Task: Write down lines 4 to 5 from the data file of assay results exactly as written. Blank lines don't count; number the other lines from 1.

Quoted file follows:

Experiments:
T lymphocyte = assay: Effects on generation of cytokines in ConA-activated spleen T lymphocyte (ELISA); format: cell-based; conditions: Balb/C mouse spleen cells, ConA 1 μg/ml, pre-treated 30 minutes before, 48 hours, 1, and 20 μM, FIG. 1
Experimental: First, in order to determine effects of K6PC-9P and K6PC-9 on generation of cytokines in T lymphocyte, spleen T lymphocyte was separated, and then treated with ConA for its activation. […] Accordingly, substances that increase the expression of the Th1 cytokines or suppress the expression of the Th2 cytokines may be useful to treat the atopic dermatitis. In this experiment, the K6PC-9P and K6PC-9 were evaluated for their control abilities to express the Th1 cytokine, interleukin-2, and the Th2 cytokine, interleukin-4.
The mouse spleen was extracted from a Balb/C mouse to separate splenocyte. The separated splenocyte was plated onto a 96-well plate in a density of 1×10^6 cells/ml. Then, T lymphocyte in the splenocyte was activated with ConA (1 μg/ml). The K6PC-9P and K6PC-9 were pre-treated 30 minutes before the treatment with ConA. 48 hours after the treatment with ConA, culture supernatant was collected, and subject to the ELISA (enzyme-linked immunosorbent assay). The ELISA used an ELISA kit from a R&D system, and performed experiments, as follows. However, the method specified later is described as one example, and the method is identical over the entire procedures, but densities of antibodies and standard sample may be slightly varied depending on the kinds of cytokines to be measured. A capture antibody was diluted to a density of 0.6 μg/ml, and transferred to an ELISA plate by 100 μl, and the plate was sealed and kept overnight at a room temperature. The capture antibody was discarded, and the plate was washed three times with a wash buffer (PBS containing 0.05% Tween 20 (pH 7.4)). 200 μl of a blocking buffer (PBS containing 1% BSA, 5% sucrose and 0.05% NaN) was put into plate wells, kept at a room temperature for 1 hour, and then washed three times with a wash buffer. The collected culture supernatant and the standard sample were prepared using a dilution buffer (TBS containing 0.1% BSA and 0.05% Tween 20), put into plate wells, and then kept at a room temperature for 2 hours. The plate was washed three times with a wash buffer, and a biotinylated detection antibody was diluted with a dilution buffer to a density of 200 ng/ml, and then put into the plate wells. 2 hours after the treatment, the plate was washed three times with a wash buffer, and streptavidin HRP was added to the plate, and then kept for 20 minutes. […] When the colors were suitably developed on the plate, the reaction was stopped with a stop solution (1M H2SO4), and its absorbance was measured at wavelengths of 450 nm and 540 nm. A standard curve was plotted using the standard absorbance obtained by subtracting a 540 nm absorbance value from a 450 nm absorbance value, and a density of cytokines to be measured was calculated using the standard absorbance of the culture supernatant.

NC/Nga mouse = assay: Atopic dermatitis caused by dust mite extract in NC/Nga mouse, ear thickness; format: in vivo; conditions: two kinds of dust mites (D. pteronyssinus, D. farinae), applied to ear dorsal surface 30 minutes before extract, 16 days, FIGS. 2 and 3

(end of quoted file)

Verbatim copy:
The mouse spleen was extracted from a Balb/C mouse to separate splenocyte. The separated splenocyte was plated onto a 96-well plate in a density of 1×10^6 cells/ml. Then, T lymphocyte in the splenocyte was activated with ConA (1 μg/ml). The K6PC-9P and K6PC-9 were pre-treated 30 minutes before the treatment with ConA. 48 hours after the treatment with ConA, culture supernatant was collected, and subject to the ELISA (enzyme-linked immunosorbent assay). The ELISA used an ELISA kit from a R&D system, and performed experiments, as follows. However, the method specified later is described as one example, and the method is identical over the entire procedures, but densities of antibodies and standard sample may be slightly varied depending on the kinds of cytokines to be measured. A capture antibody was diluted to a density of 0.6 μg/ml, and transferred to an ELISA plate by 100 μl, and the plate was sealed and kept overnight at a room temperature. The capture antibody was discarded, and the plate was washed three times with a wash buffer (PBS containing 0.05% Tween 20 (pH 7.4)). 200 μl of a blocking buffer (PBS containing 1% BSA, 5% sucrose and 0.05% NaN) was put into plate wells, kept at a room temperature for 1 hour, and then washed three times with a wash buffer. The collected culture supernatant and the standard sample were prepared using a dilution buffer (TBS containing 0.1% BSA and 0.05% Tween 20), put into plate wells, and then kept at a room temperature for 2 hours. The plate was washed three times with a wash buffer, and a biotinylated detection antibody was diluted with a dilution buffer to a density of 200 ng/ml, and then put into the plate wells. 2 hours after the treatment, the plate was washed three times with a wash buffer, and streptavidin HRP was added to the plate, and then kept for 20 minutes. […] When the colors were suitably developed on the plate, the reaction was stopped with a stop solution (1M H2SO4), and its absorbance was measured at wavelengths of 450 nm and 540 nm. A standard curve was plotted using the standard absorbance obtained by subtracting a 540 nm absorbance value from a 450 nm absorbance value, and a density of cytokines to be measured was calculated using the standard absorbance of the culture supernatant.

NC/Nga mouse = assay: Atopic dermatitis caused by dust mite extract in NC/Nga mouse, ear thickness; format: in vivo; conditions: two kinds of dust mites (D. pteronyssinus, D. farinae), applied to ear dorsal surface 30 minutes before extract, 16 days, FIGS. 2 and 3